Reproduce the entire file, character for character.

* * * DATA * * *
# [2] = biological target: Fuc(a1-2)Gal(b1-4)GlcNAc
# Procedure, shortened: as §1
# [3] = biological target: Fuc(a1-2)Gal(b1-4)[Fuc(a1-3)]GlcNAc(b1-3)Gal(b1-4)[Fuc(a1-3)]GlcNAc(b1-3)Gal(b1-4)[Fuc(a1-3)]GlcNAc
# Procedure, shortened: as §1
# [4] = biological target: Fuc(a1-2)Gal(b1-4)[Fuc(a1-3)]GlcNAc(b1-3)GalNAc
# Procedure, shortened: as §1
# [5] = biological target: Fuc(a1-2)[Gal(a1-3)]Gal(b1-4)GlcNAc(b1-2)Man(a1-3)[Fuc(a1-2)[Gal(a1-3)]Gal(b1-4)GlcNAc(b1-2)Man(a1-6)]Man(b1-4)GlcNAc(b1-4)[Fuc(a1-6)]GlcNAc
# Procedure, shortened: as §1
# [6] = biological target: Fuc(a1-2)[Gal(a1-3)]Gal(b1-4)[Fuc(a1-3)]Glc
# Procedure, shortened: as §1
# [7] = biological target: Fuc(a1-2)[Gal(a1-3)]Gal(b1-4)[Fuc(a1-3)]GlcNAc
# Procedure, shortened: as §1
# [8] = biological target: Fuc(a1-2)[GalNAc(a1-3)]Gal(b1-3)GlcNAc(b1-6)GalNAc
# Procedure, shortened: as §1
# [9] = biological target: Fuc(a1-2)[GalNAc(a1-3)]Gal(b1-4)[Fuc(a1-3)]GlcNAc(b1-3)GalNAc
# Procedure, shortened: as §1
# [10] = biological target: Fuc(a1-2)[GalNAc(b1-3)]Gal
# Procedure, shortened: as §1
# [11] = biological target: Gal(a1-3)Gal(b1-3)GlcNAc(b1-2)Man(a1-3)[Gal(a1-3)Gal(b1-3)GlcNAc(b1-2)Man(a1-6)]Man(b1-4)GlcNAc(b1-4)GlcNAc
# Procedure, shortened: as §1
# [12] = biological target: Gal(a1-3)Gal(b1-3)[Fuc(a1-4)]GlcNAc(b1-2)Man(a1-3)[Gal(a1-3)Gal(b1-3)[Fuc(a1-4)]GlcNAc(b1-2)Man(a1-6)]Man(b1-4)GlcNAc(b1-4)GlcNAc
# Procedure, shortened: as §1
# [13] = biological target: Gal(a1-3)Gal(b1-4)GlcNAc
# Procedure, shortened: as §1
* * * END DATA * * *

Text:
# [2] = biological target: Fuc(a1-2)Gal(b1-4)GlcNAc
# Procedure, shortened: as §1
# [3] = biological target: Fuc(a1-2)Gal(b1-4)[Fuc(a1-3)]GlcNAc(b1-3)Gal(b1-4)[Fuc(a1-3)]GlcNAc(b1-3)Gal(b1-4)[Fuc(a1-3)]GlcNAc
# Procedure, shortened: as §1
# [4] = biological target: Fuc(a1-2)Gal(b1-4)[Fuc(a1-3)]GlcNAc(b1-3)GalNAc
# Procedure, shortened: as §1
# [5] = biological target: Fuc(a1-2)[Gal(a1-3)]Gal(b1-4)GlcNAc(b1-2)Man(a1-3)[Fuc(a1-2)[Gal(a1-3)]Gal(b1-4)GlcNAc(b1-2)Man(a1-6)]Man(b1-4)GlcNAc(b1-4)[Fuc(a1-6)]GlcNAc
# Procedure, shortened: as §1
# [6] = biological target: Fuc(a1-2)[Gal(a1-3)]Gal(b1-4)[Fuc(a1-3)]Glc
# Procedure, shortened: as §1
# [7] = biological target: Fuc(a1-2)[Gal(a1-3)]Gal(b1-4)[Fuc(a1-3)]GlcNAc
# Procedure, shortened: as §1
# [8] = biological target: Fuc(a1-2)[GalNAc(a1-3)]Gal(b1-3)GlcNAc(b1-6)GalNAc
# Procedure, shortened: as §1
# [9] = biological target: Fuc(a1-2)[GalNAc(a1-3)]Gal(b1-4)[Fuc(a1-3)]GlcNAc(b1-3)GalNAc
# Procedure, shortened: as §1
# [10] = biological target: Fuc(a1-2)[GalNAc(b1-3)]Gal
# Procedure, shortened: as §1
# [11] = biological target: Gal(a1-3)Gal(b1-3)GlcNAc(b1-2)Man(a1-3)[Gal(a1-3)Gal(b1-3)GlcNAc(b1-2)Man(a1-6)]Man(b1-4)GlcNAc(b1-4)GlcNAc
# Procedure, shortened: as §1
# [12] = biological target: Gal(a1-3)Gal(b1-3)[Fuc(a1-4)]GlcNAc(b1-2)Man(a1-3)[Gal(a1-3)Gal(b1-3)[Fuc(a1-4)]GlcNAc(b1-2)Man(a1-6)]Man(b1-4)GlcNAc(b1-4)GlcNAc
# Procedure, shortened: as §1
# [13] = biological target: Gal(a1-3)Gal(b1-4)GlcNAc
# Procedure, shortened: as §1